Document Detail


Immediate postpartum insertion of the norplant contraceptive device.
MedLine Citation:
PMID:  8752609     Owner:  NLM     Status:  MEDLINE    
Abstract/OtherAbstract:
OBJECTIVE: To determine the safety and efficacy of Norplant (Wyeth-Ayerst Laboratories, Philadelphia, PA) insertion immediately postpartum. DESIGN: Prospective study of 14 women receiving Norplant immediately postpartum compared with controls (n = 6) having a bilateral tubal ligation. Subjects were followed for 3 months postpartum, and data were analyzed by analysis of variance and chi2. SETTING: Academic Health Sciences Center. PATIENTS: Female subjects 18 to 35 years old who had an uncomplicated term pregnancy, normal spontaneous vaginal delivery, and did not breast-feed. INTERVENTION: A brief interview, physical exam, and blood and urine samples were evaluated during a 12-week postpartum period. MAIN OUTCOME MEASURES: Major complaints, serum chemistry panels, hematologic and coagulative measures, serum E2, P, levonorgestrel, PRL, LH, FSH, and urinary estrone-3 conjugates and pregnanediol-3-glucuronide concentrations. RESULTS: Serum levonorgestrel peaked at approximately 2,000 pg/mL (6,400 pmol/L) during the 1st week after Norplant insertion, declining to approximately 250 pg/mL (800 pmol/L) by the 8th week. Significant differences between Norplant and control groups included bleeding irregularities, headaches, alopecia, and abdominal discomfort. Serum electrolytes, metabolic markers, and blood components were within normal limits. Serum E2, P, and urinary steriod biomarkers indicated that steroid secretion was suppressed severely in the Norplant group compared with controls who exhibited normal postpartum ovarian activity. CONCLUSION: Norplant inserted immediately postpartum appears to be a safe and effective method of contraception. However, the long-term hypoestrogenic state and contraceptive efficacy beyond the 3-month postpartum period as observed in this study are concerns that need further clinical evaluation.
During December 1992 to October 1994, in Texas, clinical researchers conducted a prospective case control study (15 cases receiving Norplant immediately postpartum vs. 6 controls undergoing bilateral tubal ligation immediately postpartum) to determine the safety and efficacy of inserting the contraceptive implant Norplant (6 capsules inserted subdermally, each containing 35 mg levonorgestrel) immediately postpartum. They followed the cases and the controls for three months. The study subjects were 18-35 years old, received prenatal care at one of the Department of Obstetrics and Gynecology's (Texas Tech University Health Sciences Center) community clinics, had an uncomplicated term pregnancy and normal spontaneous vaginal delivery, and did not breast feed. They tended to be poor. During the first week after Norplant insertion, serum levonorgestrel levels peaked at about 2000 pg/ml, then fell abruptly until about the eighth week to about 250 pg/ml. This lower levonorgestrel level concerned the researchers because it is just slightly higher than levels associated with pregnancy. They were also concerned about the possibility of Norplant inducing a hypoestrogenic state in postpartum women. The Norplant group was more likely than the tubal ligation group to experience irregular bleeding (p 0.01), headaches (p 0.01), hair loss (p 0.05), and abdominal discomfort (p 0.05). The various serum metabolic biomarkers, serum electrolytes, and blood components fell into the normal range in both groups. The serum estradiol, progesterone, and urinary steroid biomarkers suggested that the Norplant group experienced very suppressed steroid secretion throughout the three month study period, while the controls had normal postpartum ovarian activity. Thus, ovarian activity was absent in the Norplant group. These findings suggest that postpartum insertion of Norplant is safe and effective. Yet further clinical evaluation is needed to address concerns about the long-term hypoestrogenic state and contraceptive efficacy beyond the three month postpartum period.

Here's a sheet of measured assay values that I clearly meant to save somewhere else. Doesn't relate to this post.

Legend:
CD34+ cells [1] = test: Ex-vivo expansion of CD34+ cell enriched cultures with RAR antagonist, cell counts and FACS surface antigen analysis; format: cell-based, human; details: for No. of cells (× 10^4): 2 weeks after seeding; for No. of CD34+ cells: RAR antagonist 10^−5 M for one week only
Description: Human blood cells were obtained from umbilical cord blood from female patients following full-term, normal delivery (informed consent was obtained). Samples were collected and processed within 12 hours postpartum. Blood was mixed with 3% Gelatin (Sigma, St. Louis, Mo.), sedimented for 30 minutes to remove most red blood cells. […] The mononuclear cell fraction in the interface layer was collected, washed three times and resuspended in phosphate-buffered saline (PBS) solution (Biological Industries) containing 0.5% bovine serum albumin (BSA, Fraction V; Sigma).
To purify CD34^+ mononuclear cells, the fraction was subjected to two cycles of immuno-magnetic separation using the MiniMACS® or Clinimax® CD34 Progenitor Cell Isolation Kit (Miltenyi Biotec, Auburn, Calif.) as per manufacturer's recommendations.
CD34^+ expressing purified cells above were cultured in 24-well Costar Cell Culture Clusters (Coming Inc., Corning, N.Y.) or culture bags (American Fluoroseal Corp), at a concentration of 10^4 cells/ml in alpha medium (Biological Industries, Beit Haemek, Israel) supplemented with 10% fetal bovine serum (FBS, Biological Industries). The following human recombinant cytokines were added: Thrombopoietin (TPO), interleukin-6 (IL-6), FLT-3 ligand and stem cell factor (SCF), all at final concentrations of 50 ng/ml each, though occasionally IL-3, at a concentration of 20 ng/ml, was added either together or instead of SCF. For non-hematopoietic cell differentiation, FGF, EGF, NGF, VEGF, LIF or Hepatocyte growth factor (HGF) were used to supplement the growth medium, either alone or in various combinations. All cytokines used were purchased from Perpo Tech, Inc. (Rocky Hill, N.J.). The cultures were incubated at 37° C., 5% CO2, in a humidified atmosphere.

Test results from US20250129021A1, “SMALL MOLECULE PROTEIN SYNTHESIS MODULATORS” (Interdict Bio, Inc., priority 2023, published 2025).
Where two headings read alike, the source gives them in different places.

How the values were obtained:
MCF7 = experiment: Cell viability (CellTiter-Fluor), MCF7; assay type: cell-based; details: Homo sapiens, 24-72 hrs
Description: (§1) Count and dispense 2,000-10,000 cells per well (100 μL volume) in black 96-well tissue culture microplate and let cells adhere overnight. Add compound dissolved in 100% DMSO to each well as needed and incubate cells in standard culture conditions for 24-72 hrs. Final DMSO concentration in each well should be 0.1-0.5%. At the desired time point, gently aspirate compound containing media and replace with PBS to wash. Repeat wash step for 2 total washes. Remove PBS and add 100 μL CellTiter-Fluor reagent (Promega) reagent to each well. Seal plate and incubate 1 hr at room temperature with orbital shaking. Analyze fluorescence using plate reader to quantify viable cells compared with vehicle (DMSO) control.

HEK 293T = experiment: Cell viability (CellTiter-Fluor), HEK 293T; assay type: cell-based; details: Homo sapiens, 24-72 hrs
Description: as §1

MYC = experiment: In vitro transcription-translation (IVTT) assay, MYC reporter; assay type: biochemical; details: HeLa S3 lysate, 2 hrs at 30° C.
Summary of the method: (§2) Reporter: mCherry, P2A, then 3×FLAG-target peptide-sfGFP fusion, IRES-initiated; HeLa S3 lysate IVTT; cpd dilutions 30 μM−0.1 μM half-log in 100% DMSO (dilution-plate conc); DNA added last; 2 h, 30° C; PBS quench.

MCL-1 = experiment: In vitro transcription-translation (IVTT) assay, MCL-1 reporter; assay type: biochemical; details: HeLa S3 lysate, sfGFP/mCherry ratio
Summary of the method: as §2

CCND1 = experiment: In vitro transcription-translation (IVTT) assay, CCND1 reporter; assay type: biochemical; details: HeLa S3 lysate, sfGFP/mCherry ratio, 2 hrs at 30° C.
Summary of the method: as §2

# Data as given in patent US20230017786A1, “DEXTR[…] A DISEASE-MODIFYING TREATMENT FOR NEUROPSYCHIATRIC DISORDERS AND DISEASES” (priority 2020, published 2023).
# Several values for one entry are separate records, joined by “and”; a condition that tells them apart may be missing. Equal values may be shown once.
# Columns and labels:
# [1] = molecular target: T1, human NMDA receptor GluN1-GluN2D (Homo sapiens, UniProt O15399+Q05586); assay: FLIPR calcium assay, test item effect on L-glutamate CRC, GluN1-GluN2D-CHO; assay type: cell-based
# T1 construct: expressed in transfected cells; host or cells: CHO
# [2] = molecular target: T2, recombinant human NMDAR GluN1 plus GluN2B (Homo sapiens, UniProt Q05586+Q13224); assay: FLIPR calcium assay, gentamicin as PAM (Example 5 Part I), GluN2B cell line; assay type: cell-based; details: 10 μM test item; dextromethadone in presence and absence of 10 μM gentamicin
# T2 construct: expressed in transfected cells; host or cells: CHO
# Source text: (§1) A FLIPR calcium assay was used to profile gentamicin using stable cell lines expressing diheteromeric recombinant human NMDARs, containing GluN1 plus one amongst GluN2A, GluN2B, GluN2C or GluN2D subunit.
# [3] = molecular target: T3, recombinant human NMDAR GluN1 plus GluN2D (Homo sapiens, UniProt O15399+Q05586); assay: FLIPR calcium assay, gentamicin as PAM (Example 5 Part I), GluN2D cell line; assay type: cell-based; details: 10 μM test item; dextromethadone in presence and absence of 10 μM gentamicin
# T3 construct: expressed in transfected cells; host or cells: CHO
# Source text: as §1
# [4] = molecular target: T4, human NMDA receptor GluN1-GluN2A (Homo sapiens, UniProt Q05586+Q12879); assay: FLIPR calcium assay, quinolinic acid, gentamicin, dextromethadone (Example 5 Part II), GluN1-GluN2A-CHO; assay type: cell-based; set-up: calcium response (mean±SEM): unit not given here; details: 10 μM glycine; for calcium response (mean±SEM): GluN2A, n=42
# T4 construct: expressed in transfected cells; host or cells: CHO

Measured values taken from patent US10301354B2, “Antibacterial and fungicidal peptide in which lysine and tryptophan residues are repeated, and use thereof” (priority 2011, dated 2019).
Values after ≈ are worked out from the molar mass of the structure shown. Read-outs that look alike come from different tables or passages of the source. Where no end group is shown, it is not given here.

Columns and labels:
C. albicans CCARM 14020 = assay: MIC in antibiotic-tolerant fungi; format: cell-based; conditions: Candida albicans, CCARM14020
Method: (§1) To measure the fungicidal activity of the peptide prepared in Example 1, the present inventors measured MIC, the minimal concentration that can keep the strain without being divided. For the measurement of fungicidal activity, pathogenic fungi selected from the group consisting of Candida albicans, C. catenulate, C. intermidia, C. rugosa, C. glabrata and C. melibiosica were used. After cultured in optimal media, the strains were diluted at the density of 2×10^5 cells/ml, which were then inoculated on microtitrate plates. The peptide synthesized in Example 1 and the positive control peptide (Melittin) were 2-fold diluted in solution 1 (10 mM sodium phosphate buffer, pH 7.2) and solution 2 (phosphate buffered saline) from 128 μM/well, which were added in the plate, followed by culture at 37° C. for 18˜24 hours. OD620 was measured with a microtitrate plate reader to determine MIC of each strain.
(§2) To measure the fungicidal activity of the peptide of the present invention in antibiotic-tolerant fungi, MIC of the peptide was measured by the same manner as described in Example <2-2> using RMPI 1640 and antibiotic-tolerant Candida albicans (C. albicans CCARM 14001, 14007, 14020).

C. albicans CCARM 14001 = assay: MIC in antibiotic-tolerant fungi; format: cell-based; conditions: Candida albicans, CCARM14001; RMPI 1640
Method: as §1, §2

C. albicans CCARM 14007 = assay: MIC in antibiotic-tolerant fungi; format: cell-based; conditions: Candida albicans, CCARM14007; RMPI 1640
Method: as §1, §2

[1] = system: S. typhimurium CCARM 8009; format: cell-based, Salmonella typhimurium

Authors:
J R Molland; D B Morehead; D M Baldwin; V D Castracane; B Lasley; C A Bergquist
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Publication Detail:
Type:  Comparative Study; Journal Article; Research Support, Non-U.S. Gov't    
Journal Detail:
Title:  Fertility and sterility     Volume:  66     ISSN:  0015-0282     ISO Abbreviation:  Fertil. Steril.     Publication Date:  1996 Jul 
Date Detail:
Created Date:  1996-11-27     Completed Date:  1996-11-27     Revised Date:  2006-11-15    
Medline Journal Info:
Nlm Unique ID:  0372772     Medline TA:  Fertil Steril     Country:  UNITED STATES    
Other Details:
Languages:  eng     Pagination:  43-8     Citation Subset:  IM; J    
Affiliation:
Department of Obstetrics and Gynecology, Texas Tech University Health Sciences Center at Odessa, USA.
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MeSH Terms
Descriptor/Qualifier:
Adolescent
Adult
Contraceptive Agents, Female*
Drug Implants
Estradiol / blood
Estrone / analogs & derivatives,  urine
Female
Humans
Incidence
Levonorgestrel* / blood
Postpartum Period*
Pregnanediol / analogs & derivatives,  urine
Progesterone / blood
Prospective Studies
Puerperal Disorders / epidemiology
Sterilization, Tubal
Time Factors
Chemical
Reg. No./Substance:
0/Contraceptive Agents, Female; 0/Drug Implants; 1852-49-9/pregnanediol-3 alpha-glucuronide; 2479-90-5/estrone-3-glucuronide; 26445-07-8/Pregnanediol; 50-28-2/Estradiol; 53-16-7/Estrone; 57-83-0/Progesterone; 797-63-7/Levonorgestrel

From MEDLINE®/PubMed®, a database of the U.S. National Library of Medicine


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